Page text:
Some estimates range the photon journey from 10,000 to 170,000 and even millions of years, but only consider the path from the sun's core to its surface. This is called 'Random Walk Problem' and assumes the sun's interior has a constant density and that the 'free path' distance for the photon is about 1cm. 1.
An additional reading pointed that is in the Radiative Zone where most of the 'random walk' occurs. Next, the photon goes to the Convection Zone, which density is less than Radiative Zone, where it has lost most of its energy and shifts to visible light. Photon scattering in the Solar Atmosphere is negligible. 
Q. Why such a difference between the estimated travel times? Thank you.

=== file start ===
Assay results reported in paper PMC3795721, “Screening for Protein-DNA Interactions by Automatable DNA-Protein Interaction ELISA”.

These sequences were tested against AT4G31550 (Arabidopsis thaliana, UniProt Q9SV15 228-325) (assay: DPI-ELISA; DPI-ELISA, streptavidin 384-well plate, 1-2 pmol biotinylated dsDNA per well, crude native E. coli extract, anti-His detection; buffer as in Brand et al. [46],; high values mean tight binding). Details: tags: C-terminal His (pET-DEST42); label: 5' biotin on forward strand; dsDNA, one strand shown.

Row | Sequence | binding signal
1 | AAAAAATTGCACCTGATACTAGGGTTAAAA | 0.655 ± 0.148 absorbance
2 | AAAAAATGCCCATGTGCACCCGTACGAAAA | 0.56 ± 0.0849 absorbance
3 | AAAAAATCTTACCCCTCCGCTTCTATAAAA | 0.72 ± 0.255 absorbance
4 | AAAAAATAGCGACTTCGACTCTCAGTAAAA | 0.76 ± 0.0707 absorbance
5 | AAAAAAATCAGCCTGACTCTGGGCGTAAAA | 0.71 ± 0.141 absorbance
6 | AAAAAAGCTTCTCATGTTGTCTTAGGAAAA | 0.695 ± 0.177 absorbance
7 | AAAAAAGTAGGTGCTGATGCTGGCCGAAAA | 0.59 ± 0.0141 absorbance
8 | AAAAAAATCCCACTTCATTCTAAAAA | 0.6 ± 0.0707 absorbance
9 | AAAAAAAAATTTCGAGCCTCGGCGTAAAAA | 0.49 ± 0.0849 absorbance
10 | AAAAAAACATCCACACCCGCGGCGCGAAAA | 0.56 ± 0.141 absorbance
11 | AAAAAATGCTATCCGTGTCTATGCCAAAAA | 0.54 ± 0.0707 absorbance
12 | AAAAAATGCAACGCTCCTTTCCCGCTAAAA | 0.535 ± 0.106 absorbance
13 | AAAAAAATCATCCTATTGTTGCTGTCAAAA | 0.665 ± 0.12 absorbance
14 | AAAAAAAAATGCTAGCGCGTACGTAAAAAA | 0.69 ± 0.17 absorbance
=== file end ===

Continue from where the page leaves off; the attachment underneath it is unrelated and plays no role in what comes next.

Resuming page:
May, 15th There is a neat lecture on the subject
Principles of Astrophysics & Cosmology - Professor Jodi Cooley http://www.physics.smu.edu/cooley/phy3368/lectures/150216_lecture.pdf
- Calculate how long it takes a photon to travel from the center of the sun and emerge at its surface.
My quote: "In reality, there are regions where electron scattering is more prominent and regions where it is less important. As a result, the typical photon mean free path is 1 mm"